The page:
Dairy markets: The 800-lb. gorilla

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Editor’s note: This market commentary is provided by the Dairy Division at FCStone in Chicago, Ill. 

Class IV traded mixed, caught in the crosshairs of a weaker NFDM market and a firming butter market. The NFDM situation is sluggish, with increased production of nonfat over SMP out West. Butter, on the other hand, is building steam to the upside as the cream market continues to tighten. 

The 800-lb. gorilla in the room has been the ability of the dairy complex to shrug off recent price weakness on the GTD auction. Granted, NFDM has been weakest of the complex recently, but overall we’ve largely ignored an about-face of price direction in a leading global price discovery market.  We’ll concede U.S. prices don’t have to move in lock-step with world prices lower, but to think there will be no impact at some point is short-sighted in our opinion. 

Class III and cheese futures finished with moderate losses for the third day in a row. Consolidating recent gains with a several day reprieve is normal, especially in light of what we think was a largely neutral February milk production report.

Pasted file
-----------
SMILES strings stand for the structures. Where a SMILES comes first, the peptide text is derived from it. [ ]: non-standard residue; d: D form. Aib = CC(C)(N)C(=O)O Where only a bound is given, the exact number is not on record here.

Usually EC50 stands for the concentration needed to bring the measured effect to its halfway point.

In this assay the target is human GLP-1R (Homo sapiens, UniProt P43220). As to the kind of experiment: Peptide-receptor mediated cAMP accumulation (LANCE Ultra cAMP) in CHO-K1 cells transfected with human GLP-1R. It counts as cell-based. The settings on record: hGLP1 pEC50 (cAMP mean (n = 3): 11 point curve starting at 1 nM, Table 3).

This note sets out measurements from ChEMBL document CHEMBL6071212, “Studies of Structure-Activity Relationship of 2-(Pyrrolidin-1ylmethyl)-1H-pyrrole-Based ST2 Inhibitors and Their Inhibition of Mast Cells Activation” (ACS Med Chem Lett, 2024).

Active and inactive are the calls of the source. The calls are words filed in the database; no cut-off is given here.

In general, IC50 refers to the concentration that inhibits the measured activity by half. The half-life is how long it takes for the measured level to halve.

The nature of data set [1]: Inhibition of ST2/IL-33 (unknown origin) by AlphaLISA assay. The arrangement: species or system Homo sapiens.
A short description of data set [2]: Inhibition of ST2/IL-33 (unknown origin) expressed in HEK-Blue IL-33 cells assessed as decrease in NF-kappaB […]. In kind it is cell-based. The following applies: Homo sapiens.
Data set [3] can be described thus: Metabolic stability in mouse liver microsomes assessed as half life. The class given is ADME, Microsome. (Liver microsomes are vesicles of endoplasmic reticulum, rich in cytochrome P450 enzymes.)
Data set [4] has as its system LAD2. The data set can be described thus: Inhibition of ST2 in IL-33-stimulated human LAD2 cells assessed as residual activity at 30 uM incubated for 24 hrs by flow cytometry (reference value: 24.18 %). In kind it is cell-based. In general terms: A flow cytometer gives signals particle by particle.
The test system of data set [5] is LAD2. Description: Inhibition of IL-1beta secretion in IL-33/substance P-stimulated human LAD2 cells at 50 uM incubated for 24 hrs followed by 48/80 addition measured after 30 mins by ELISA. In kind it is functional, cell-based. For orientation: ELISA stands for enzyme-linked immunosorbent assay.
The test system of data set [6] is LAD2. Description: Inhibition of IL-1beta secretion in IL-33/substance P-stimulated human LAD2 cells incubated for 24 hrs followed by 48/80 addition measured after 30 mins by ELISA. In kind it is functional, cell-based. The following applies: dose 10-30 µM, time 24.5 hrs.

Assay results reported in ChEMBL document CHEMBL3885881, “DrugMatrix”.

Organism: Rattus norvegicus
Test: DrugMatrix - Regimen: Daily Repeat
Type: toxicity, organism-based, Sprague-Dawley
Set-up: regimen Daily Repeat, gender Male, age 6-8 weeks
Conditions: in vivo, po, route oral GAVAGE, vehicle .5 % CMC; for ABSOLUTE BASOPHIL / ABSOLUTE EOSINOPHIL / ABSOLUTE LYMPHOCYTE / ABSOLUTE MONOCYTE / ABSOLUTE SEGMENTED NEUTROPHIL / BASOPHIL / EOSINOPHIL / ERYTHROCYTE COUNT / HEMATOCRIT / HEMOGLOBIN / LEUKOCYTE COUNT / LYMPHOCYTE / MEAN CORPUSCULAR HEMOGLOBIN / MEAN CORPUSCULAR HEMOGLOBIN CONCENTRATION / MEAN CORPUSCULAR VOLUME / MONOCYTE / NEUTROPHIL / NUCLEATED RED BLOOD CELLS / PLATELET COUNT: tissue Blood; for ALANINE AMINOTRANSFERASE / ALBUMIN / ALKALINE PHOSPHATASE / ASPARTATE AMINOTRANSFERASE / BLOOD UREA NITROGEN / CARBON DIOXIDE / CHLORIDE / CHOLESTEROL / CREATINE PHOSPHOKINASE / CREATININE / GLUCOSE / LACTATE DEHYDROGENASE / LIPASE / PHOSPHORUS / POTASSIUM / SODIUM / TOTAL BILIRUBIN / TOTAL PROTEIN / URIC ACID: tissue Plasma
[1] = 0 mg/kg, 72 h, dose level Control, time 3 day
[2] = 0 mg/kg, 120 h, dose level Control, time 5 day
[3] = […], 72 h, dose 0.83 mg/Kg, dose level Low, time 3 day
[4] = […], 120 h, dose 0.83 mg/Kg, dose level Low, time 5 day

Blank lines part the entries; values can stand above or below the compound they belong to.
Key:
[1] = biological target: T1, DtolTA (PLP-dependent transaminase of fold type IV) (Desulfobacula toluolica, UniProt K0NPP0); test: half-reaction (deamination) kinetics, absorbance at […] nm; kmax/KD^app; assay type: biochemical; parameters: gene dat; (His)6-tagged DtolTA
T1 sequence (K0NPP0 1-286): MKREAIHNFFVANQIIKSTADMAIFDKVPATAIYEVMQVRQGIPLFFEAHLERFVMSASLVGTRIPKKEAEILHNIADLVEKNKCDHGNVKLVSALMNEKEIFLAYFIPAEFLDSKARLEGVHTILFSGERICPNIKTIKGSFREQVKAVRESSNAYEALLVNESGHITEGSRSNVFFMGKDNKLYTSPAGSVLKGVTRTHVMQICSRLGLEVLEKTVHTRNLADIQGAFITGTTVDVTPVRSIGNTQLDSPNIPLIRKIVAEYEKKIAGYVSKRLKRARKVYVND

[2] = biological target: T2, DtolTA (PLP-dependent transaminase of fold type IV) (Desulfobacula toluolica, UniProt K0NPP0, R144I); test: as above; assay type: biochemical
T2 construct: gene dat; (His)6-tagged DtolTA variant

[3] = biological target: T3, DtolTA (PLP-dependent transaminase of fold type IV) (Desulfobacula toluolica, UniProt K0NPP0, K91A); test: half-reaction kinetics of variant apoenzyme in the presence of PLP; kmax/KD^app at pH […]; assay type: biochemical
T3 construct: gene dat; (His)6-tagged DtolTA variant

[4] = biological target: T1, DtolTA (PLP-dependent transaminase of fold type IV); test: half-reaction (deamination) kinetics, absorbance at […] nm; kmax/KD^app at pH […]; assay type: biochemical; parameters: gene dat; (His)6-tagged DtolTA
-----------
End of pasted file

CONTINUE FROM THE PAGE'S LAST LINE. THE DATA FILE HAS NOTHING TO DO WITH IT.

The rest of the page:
The interesting part, however, is that slightly weaker prices occurred during continued buying interest in the spot cheese market. Slowly but surely we’ve tacked on 2.75¢ to the price of block cheese and 4.75¢ to barrel cheese since Monday.

Dry whey futures underpinned a sluggish decline for Class III.  News for the dry whey in the country is largely quiet with mixed trading.

 

FC Stone's annual Dairy Outlook Conference will be held June 18-19, in Chicago. Visit www.intlfcstone.com/events for information.

 

March 20 spot session results:

Block cheese: $2.4275 (up 0.75¢)

Barrel cheese: $2.3050 (down 0.5¢)

Grade A NFDM:  $2.04 (unchanged)

Butter: $1.91 (down 0.5¢)

 

Today's expectations:

• Class III, Cheese & Dry Whey to open mixed

• Class IV to open mixed.

• Butter & NFDM to open steady to higher.

 

Grain futures

The corn market continued in its sideways trading range, with not much in the way of news to drive the market. Comments by President Obama announcing lighter restrictions on Russian officials than many were anticipating helped move down the market, as well as the rest of the grain complex. Soybeans put in a volatile session. The trend is still to the upside, but may now start to correct as tensions abate in the Ukraine.

 

Today’s expectation:

• Grain complex to open lower

 

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Andy    
wisconsin  |  March, 24, 2014 at 07:26 AM

I haven't heard anything lately on what was called the "race for base". Will the farm bill, specifically the margin insurance have impact on the expansion of dairy? Thoughts

steve    
new york  |  March, 26, 2014 at 04:38 PM

IMHO the race for base was for supply management. The current farm bill is still being looked at but it appears that base will only come into play if you choose the insurance otherwise go with LGM. The big question is when will the sign up period be and will you have to sign up for the entire farm bill on one plan or will you be able to change?


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